Vietnam's economy is expected to grow by about 7% this year thanks to investment in product exports. Factory owners from many Asian development areas save on Vietnam's low labor force, but it is also low labor. Now, as more companies expand, they are expanding administrative offices and R&D staff. That means jobs for technology, marketers and assistants to country managers. But many companies are also looking for manpower shortages because Vietnamese schools do not teach what they need.

According to Forbes website published on January 17, 2020, Vietnam's Vingroup has a solution. Large companies involved in real estate, tourism and electric vehicles were approved in December to run their own universities from the second half of this year. Le Mai Lan, president of the college, said in an interview that the $ 151 million Hanoi-based school, VinUniversity, aims to find top-tier colleges around the world to educate undergraduates. Qualified to work in a growing number of IT jobs. Admission is also ready for competition.

"Vingroup aims to develop into a leading cross-border service industry industry group in the region with significant technology ratios," said Le Mai Lan. We need outstanding leaders and professionals to achieve our goals. Therefore, in the long term, VinUni needs to develop an elite workforce along with Vingroup's business management and ideology.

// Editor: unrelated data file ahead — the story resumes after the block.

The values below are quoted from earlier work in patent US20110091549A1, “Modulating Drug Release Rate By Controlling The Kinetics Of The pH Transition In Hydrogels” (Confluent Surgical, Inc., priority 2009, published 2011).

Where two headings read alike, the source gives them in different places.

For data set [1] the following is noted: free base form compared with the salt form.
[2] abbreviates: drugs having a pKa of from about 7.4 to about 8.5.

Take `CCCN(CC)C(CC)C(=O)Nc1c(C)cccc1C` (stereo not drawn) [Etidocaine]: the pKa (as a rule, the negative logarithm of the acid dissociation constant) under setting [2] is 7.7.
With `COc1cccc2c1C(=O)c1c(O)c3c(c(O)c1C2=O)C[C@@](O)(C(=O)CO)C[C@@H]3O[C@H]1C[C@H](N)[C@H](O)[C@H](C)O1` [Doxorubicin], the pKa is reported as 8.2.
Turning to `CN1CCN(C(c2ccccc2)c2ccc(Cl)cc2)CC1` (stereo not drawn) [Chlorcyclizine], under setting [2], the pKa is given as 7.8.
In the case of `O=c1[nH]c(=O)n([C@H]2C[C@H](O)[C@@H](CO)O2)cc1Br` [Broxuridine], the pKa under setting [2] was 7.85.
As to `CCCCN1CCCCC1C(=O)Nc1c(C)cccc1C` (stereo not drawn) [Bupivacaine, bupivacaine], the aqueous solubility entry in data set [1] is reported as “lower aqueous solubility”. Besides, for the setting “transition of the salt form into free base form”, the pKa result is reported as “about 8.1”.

Since 2012, Vietnam has convinced foreign investors that it is a place to export from auto parts to sports shoes. The monthly minimum wage is as low as $ 132 and is attractive for those investors. But it pays workers more than workers who can handle front office or expensive export designs like electronics, and Vietnam is at the forefront of the value chain. The ILO said Vietnam faces a mismatch between the education, skills and experience required to find and retain formal employment and training qualifications.

Analysts in Vietnam said public universities were not meeting foreign companies' demand for education, technology and administrative skills. "Universities have been behind Thailand for decades, and certainly the best universities in China are ahead of Vietnam," said Adam McCarty, chief economist at Mekong Economic Co. in Hanoi. He added that Vietnam was a country of slow reform, and today most of the Vietnamese skilled workers came from rich families who sent them abroad to study.

Murray Hiebert, a senior fellow at the Southeast Asia Program at the Center for Strategic and International Studies in Washington, DC, said Vietnam's state schools, as well as other Asian schools, help push education to pass rather than be considered. Troubleshooting. He noted that investors want solutions for top jobs.

The number of non-skilled workers makes up 77% of the total workforce, with less than 10% of university graduates. Change: cactus